The Scriptures reveal among other things that the God of Abraham, Isaac, and Jacob is the God of truth. He cannot lie, is the grounds of all that is good and beautiful and despises that which opposes Him. Solomon has several insights in this chapter that point to this Biblical theme:
“Whoever loves discipline loves knowledge,
But he who hates reproof is stupid.” (V.1)
Here the object of what is loved or hated results in either the acquisition of knowledge or the lack thereof. To acquire knowledge in Proverbs comes from, among other things, the fear of the LORD (1:4-7), the treasuring of His commandment (2:1-8), and the guarding of His instruction (4:5-13). This knowledge instructs us in the way of righteousness always. Thus, to hate this discipline/instruction will leave us foolish like a city without walls, a lamp without oil, and a sword that’s blunt. The vulnerability that results is ominous because such attitudes cause a stupor of soul in those on the precipice of death.
Another Biblical theme which many in the 21st century deny is not that there’s such a thing as religious knowledge, but actual truth that’s objective. This truth is grounded in the God of truth. Consider here again the contrast between the righteous and the wicked:
“17He who speaks truth tells what is right,
But a false witness, deceit.”
18 There is one who speaks rashly like the thrusts of a sword,
But the tongue of the wise brings healing.
19 Truthful lips will be established forever,
But a lying tongue is only for a moment.”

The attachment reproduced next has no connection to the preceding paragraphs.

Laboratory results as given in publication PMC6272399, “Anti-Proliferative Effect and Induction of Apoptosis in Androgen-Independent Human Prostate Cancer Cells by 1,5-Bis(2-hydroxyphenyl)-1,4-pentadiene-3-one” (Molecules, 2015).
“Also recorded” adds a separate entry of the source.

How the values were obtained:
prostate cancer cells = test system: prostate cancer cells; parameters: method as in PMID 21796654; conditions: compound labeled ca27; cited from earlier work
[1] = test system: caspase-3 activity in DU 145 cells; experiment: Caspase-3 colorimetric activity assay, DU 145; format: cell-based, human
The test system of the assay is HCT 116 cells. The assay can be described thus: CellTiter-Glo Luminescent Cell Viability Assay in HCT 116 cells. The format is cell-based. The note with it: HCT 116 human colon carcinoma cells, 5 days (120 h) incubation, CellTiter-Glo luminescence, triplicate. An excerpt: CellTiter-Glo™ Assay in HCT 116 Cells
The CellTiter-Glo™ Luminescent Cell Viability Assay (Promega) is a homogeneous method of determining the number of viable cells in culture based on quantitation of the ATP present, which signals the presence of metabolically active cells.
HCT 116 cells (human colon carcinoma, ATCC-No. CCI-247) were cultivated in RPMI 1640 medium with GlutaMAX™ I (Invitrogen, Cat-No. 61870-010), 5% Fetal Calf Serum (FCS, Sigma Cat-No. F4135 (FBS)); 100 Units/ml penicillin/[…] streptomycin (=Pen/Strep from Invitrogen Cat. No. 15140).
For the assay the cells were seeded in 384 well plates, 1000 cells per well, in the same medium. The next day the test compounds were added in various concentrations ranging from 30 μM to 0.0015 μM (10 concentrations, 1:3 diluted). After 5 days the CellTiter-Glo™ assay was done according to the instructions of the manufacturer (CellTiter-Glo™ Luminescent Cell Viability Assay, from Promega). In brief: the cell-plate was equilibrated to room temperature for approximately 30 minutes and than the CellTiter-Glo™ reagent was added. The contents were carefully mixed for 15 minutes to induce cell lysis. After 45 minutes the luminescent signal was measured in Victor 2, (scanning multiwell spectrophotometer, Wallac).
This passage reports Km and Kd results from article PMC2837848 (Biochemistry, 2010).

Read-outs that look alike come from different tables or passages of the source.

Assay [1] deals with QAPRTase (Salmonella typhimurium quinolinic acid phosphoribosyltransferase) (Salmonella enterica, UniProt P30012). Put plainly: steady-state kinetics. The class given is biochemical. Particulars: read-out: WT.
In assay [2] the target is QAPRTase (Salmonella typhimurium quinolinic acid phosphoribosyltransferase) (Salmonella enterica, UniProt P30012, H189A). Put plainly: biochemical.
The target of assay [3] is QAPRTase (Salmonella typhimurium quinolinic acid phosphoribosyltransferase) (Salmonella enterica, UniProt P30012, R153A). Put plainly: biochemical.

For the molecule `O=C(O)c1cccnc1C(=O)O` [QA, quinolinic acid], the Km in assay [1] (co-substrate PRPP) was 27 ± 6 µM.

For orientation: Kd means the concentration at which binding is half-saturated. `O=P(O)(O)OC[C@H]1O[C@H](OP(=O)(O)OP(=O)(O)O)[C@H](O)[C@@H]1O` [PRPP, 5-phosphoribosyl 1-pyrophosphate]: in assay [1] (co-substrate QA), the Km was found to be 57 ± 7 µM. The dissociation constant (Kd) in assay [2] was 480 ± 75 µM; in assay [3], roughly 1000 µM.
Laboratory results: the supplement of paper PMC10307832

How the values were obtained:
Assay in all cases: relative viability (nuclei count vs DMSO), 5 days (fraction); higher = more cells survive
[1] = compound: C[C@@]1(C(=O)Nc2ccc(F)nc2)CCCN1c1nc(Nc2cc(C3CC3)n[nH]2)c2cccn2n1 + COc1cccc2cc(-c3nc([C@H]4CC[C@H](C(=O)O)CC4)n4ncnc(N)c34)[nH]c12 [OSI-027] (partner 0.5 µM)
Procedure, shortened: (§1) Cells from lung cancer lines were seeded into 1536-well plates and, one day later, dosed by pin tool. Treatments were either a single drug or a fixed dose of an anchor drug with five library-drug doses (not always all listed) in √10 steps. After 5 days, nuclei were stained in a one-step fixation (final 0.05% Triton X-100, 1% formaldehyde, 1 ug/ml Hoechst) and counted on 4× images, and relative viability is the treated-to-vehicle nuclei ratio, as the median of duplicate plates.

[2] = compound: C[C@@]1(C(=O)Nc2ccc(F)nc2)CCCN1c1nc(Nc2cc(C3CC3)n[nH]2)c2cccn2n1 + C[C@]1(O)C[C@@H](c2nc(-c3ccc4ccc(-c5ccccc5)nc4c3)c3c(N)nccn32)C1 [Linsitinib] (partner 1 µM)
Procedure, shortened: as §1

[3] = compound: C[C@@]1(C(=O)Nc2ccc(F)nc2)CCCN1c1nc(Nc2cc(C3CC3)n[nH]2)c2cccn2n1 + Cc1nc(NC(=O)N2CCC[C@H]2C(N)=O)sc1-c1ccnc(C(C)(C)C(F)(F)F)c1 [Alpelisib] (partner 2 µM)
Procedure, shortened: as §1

First, we see that what is true has a moral quality of what is right. Thus, to speak the truth is to demonstrate moral righteousness. But a false witness (court room language) depicts what is morally wrong. That is, he depicts what’s not true with the intent to deceive. Thus, truth is equal to what is moral, and falsehood is equal to what’s immoral (V.17).
Second, words can either bring destruction or restoration. The wise use their words to heal those around them, rather than to tear them apart. The fool knows no such thing for when he opens up his mouth a reckless destruction follows; a maimed soul is left in his wake (V.18).
Third, those who speak the truth are not for a moment. This quality of character shows the fruit of righteousness which has no end and thus this soul will never be forgotten. Contrast the duration of a liar and its but for a moment, a vaporous instance. The wicked will be forgotten and in their plight their silence will be eternal (V.19).
Thus, to champion knowledge and truth is righteousness displayed. To squash or despise knowledge and to spin lies, results from the hands of the wicked. Note that what grounds the good from the evil is the God of creation, not the creation itself. (SDG)